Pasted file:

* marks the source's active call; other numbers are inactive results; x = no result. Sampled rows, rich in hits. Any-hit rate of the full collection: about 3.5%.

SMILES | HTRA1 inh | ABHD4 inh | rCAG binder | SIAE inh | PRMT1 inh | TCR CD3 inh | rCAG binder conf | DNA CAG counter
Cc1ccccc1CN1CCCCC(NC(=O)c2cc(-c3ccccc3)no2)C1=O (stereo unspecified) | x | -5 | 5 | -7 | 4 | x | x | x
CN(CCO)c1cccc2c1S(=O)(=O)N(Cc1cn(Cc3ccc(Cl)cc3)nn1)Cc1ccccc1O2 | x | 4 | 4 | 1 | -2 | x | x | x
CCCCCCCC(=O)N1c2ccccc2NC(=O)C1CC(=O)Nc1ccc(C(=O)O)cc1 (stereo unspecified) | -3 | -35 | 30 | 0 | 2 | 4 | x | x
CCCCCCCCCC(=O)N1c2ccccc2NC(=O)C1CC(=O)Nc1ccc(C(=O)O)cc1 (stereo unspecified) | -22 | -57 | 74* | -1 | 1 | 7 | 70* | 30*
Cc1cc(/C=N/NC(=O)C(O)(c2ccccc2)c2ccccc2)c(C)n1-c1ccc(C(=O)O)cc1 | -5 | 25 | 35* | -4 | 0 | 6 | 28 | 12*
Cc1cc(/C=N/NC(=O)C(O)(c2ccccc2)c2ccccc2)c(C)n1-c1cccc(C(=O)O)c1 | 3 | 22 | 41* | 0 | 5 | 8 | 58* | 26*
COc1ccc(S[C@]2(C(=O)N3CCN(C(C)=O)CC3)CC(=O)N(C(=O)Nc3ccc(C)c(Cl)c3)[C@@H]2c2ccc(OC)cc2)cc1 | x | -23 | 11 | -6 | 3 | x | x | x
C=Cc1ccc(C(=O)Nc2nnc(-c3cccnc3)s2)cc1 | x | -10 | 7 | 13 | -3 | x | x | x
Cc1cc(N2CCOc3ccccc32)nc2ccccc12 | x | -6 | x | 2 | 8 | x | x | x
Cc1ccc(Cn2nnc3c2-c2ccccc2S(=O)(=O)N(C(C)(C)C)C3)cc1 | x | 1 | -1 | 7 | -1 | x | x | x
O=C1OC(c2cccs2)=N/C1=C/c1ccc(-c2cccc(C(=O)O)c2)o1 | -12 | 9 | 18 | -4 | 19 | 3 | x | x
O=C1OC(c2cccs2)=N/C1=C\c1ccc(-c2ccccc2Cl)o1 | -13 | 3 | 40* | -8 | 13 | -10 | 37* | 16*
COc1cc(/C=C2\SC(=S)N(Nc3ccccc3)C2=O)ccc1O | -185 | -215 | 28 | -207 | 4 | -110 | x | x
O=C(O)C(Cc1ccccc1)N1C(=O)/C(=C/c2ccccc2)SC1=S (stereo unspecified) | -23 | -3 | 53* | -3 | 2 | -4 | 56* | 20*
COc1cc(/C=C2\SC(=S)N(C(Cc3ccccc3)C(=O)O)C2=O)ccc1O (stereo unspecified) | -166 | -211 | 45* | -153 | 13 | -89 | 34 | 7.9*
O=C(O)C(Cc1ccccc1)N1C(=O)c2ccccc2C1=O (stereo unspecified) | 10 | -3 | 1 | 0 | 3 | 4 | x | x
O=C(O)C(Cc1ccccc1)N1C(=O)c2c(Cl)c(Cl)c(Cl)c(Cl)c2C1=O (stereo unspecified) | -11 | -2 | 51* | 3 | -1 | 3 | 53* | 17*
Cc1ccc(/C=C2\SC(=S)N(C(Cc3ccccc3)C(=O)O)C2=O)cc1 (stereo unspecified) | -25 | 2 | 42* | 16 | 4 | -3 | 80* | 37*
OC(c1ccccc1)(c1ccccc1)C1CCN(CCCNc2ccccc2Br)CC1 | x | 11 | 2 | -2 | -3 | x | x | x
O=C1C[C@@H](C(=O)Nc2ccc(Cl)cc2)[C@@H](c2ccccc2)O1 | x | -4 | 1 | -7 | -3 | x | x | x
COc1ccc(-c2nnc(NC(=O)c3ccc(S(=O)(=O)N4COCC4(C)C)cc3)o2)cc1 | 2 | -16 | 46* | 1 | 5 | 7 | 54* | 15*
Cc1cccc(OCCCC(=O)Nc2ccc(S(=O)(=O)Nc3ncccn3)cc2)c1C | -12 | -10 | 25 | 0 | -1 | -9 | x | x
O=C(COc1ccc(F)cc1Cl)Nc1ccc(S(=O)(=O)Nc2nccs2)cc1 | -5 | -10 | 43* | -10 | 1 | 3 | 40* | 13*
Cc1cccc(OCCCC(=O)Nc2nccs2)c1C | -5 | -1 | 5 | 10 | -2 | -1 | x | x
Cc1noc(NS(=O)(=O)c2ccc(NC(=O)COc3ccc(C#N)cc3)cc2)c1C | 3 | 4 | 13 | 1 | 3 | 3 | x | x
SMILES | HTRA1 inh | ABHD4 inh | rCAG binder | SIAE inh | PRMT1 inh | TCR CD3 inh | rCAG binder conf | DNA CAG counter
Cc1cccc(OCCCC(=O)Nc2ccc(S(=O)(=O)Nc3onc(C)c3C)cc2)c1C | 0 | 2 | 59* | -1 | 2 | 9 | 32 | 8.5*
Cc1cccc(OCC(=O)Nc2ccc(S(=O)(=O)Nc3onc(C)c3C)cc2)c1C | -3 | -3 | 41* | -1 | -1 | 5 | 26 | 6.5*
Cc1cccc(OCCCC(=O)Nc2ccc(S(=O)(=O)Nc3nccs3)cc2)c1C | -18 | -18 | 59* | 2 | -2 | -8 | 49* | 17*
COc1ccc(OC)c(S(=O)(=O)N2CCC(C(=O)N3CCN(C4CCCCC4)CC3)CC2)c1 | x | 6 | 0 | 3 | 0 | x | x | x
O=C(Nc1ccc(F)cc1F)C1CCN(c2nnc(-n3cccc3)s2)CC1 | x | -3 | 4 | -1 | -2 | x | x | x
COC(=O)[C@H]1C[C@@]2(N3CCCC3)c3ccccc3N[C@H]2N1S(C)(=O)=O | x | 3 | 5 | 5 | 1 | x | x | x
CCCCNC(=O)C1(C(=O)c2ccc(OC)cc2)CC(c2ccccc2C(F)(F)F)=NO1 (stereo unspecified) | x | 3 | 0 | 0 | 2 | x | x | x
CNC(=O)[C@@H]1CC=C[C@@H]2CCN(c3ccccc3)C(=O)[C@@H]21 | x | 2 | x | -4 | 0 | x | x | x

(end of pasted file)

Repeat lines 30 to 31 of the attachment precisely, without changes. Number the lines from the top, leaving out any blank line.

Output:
Cc1cccc(OCC(=O)Nc2ccc(S(=O)(=O)Nc3onc(C)c3C)cc2)c1C | -3 | -3 | 41* | -1 | -1 | 5 | 26 | 6.5*
Cc1cccc(OCCCC(=O)Nc2ccc(S(=O)(=O)Nc3nccs3)cc2)c1C | -18 | -18 | 59* | 2 | -2 | -8 | 49* | 17*